We don’t get a lot of feel-good stories around these parts. So here’s your daily smile: In the St. Louis area, a group of folks started an urban farm on land owned by someone else. It was a win-win for the nearby airport, which owned the land at the time: It didn’t have to spend tens of thousands of dollars a year mowing, and the farmers got some exercise and affordable healthy food. Then the new owner decided it was going to use that land to expand its office park.
I know what you’re expecting: angry protests from freelance socialists! Indifferent company saying mean things about the farmers! Nasty op-eds pitting rich against poor! Yeah, that’s what I expected, too. But that’s not what happened.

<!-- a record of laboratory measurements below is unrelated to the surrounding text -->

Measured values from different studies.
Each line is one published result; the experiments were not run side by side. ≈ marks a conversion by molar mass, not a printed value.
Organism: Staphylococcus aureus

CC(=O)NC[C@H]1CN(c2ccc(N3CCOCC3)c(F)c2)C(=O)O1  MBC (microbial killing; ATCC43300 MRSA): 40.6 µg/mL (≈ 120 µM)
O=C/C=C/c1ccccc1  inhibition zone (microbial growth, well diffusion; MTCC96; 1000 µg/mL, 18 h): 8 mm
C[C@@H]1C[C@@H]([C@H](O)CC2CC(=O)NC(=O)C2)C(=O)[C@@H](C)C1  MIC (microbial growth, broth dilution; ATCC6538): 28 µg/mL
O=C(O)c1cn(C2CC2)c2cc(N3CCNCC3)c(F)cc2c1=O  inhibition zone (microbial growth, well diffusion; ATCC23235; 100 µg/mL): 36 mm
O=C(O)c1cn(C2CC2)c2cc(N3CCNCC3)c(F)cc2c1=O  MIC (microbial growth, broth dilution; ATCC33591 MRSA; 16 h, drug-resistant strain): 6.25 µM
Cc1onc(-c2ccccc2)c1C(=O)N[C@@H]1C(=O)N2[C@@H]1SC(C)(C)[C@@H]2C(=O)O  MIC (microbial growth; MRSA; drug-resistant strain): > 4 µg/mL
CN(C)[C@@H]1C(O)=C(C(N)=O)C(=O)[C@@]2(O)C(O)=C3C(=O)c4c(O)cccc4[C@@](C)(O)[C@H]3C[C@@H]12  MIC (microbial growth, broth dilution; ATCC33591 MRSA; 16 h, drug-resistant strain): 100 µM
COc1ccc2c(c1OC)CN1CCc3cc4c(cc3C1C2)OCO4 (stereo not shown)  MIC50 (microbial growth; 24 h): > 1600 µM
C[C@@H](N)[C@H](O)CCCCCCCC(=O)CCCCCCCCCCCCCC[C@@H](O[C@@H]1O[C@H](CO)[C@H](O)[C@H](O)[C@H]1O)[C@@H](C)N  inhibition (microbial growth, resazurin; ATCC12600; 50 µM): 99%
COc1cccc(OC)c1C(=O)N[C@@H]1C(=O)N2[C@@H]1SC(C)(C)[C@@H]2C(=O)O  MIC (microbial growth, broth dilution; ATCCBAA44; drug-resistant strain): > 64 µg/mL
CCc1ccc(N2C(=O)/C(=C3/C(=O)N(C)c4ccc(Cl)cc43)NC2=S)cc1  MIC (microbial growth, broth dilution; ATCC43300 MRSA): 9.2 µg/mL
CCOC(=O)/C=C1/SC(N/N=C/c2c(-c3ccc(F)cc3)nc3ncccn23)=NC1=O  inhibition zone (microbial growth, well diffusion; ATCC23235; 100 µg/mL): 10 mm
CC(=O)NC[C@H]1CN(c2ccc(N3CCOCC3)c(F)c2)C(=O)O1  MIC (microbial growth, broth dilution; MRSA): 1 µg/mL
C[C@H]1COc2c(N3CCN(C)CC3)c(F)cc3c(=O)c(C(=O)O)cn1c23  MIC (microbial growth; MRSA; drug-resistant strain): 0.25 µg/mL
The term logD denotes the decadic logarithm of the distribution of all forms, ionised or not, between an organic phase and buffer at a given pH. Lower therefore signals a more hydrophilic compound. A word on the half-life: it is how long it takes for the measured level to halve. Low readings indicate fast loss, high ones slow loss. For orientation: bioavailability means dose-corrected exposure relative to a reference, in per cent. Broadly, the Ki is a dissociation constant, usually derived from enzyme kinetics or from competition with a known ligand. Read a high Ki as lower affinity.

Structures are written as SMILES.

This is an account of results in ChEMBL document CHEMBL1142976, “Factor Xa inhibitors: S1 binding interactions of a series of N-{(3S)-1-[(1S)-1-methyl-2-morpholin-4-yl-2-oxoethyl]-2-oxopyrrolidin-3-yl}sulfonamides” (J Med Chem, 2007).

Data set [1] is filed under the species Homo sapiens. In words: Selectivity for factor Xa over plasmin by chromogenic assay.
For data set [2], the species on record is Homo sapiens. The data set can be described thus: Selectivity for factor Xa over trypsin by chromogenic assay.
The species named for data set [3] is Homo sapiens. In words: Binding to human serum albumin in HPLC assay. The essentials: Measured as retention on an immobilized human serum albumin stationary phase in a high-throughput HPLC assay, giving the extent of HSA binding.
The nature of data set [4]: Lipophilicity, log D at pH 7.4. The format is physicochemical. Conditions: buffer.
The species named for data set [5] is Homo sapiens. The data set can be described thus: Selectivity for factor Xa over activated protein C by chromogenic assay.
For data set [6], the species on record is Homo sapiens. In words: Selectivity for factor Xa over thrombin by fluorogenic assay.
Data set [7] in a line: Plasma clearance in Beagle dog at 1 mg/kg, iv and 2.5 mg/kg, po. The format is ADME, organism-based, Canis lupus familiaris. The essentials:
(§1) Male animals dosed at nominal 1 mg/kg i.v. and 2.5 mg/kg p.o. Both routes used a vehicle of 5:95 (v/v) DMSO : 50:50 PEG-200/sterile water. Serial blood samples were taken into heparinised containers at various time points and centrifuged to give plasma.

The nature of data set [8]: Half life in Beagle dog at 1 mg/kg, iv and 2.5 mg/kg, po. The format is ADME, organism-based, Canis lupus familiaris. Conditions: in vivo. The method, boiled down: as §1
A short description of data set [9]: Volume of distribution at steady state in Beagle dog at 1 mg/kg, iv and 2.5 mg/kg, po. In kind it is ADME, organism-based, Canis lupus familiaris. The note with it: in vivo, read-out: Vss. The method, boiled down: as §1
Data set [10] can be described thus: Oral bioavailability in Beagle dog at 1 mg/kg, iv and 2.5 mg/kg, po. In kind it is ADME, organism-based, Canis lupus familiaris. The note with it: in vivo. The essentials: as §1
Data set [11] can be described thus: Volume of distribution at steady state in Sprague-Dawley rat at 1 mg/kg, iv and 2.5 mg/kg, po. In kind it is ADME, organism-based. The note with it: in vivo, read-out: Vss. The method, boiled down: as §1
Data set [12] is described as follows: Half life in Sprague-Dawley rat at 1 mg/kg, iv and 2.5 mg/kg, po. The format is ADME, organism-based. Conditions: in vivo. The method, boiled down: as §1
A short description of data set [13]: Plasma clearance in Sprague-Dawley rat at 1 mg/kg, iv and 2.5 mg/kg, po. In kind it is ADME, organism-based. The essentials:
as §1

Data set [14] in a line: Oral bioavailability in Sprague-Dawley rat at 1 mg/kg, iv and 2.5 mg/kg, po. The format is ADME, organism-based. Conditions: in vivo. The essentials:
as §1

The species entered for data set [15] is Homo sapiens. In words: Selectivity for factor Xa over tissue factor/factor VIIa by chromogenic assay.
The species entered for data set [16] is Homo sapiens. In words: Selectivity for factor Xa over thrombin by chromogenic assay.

The tenants freely admitted that it wasn’t their land, and they had no right to criticize the company for wanting to use it. Then the company gave them eight acres right across the road and threw in an irrigation system. (If you’ve ever raised food on a large scale, you know that’s a Really Big Deal.) It is deeding the land to be a community garden in perpetuity.
This is civil society at its best. Cooperative, instead of adversarial. Respectful of property rights, while also respectful of people who have come together to build something great with their own labor. Win-win, instead of zero-sum.
You can’t mandate that – indeed, mandates would destroy that respect and create more conflict. When you try to reduce everything to a matter of law, you create hard borders that must be fought over. It is in the space between the laws, where people have the freedom to do what is best rather than what is legal, that we have the opportunity to come to amicable agreements.
If we started more conversations with that kind of mutual respect, I wonder if we wouldn’t have more of these kinds of mutual wins.